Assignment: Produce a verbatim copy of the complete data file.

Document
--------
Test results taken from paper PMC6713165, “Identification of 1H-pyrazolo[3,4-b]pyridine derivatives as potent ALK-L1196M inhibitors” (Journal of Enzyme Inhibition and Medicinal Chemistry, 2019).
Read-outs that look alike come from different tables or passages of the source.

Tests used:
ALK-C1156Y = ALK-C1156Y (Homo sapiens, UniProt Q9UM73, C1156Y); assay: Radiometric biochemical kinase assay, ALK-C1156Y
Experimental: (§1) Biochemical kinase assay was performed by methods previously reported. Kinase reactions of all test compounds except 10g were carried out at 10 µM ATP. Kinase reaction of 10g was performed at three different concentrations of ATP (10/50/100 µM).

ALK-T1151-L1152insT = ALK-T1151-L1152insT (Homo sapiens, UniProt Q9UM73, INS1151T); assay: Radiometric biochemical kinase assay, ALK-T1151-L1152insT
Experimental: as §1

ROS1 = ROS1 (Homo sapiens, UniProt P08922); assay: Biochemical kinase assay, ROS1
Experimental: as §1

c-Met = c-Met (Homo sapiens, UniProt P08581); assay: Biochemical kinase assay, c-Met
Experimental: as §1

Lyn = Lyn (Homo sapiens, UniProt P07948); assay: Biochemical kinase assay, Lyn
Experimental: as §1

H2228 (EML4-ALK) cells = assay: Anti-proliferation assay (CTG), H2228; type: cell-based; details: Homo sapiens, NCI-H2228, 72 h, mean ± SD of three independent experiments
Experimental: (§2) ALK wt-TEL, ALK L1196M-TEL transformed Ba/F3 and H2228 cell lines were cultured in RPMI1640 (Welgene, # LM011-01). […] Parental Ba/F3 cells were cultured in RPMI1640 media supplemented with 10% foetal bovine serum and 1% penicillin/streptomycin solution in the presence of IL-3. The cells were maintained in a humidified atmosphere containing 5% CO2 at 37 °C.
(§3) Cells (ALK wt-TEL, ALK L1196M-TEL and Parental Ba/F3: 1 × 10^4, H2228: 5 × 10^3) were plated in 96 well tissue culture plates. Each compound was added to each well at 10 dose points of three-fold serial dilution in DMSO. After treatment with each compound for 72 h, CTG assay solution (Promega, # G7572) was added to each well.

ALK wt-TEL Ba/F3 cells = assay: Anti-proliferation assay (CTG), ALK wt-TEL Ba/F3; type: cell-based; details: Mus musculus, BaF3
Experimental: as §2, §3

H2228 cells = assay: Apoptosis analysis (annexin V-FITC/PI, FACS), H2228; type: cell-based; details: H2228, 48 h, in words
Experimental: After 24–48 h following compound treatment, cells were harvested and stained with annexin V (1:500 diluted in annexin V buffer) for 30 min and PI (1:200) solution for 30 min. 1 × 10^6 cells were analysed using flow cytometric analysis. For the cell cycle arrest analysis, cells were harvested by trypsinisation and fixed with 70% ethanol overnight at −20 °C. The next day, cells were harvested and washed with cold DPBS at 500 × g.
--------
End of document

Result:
Test results taken from paper PMC6713165, “Identification of 1H-pyrazolo[3,4-b]pyridine derivatives as potent ALK-L1196M inhibitors” (Journal of Enzyme Inhibition and Medicinal Chemistry, 2019).
Read-outs that look alike come from different tables or passages of the source.

Tests used:
ALK-C1156Y = ALK-C1156Y (Homo sapiens, UniProt Q9UM73, C1156Y); assay: Radiometric biochemical kinase assay, ALK-C1156Y
Experimental: (§1) Biochemical kinase assay was performed by methods previously reported. Kinase reactions of all test compounds except 10g were carried out at 10 µM ATP. Kinase reaction of 10g was performed at three different concentrations of ATP (10/50/100 µM).

ALK-T1151-L1152insT = ALK-T1151-L1152insT (Homo sapiens, UniProt Q9UM73, INS1151T); assay: Radiometric biochemical kinase assay, ALK-T1151-L1152insT
Experimental: as §1

ROS1 = ROS1 (Homo sapiens, UniProt P08922); assay: Biochemical kinase assay, ROS1
Experimental: as §1

c-Met = c-Met (Homo sapiens, UniProt P08581); assay: Biochemical kinase assay, c-Met
Experimental: as §1

Lyn = Lyn (Homo sapiens, UniProt P07948); assay: Biochemical kinase assay, Lyn
Experimental: as §1

H2228 (EML4-ALK) cells = assay: Anti-proliferation assay (CTG), H2228; type: cell-based; details: Homo sapiens, NCI-H2228, 72 h, mean ± SD of three independent experiments
Experimental: (§2) ALK wt-TEL, ALK L1196M-TEL transformed Ba/F3 and H2228 cell lines were cultured in RPMI1640 (Welgene, # LM011-01). […] Parental Ba/F3 cells were cultured in RPMI1640 media supplemented with 10% foetal bovine serum and 1% penicillin/streptomycin solution in the presence of IL-3. The cells were maintained in a humidified atmosphere containing 5% CO2 at 37 °C.
(§3) Cells (ALK wt-TEL, ALK L1196M-TEL and Parental Ba/F3: 1 × 10^4, H2228: 5 × 10^3) were plated in 96 well tissue culture plates. Each compound was added to each well at 10 dose points of three-fold serial dilution in DMSO. After treatment with each compound for 72 h, CTG assay solution (Promega, # G7572) was added to each well.

ALK wt-TEL Ba/F3 cells = assay: Anti-proliferation assay (CTG), ALK wt-TEL Ba/F3; type: cell-based; details: Mus musculus, BaF3
Experimental: as §2, §3

H2228 cells = assay: Apoptosis analysis (annexin V-FITC/PI, FACS), H2228; type: cell-based; details: H2228, 48 h, in words
Experimental: After 24–48 h following compound treatment, cells were harvested and stained with annexin V (1:500 diluted in annexin V buffer) for 30 min and PI (1:200) solution for 30 min. 1 × 10^6 cells were analysed using flow cytometric analysis. For the cell cycle arrest analysis, cells were harvested by trypsinisation and fixed with 70% ethanol overnight at −20 °C. The next day, cells were harvested and washed with cold DPBS at 500 × g.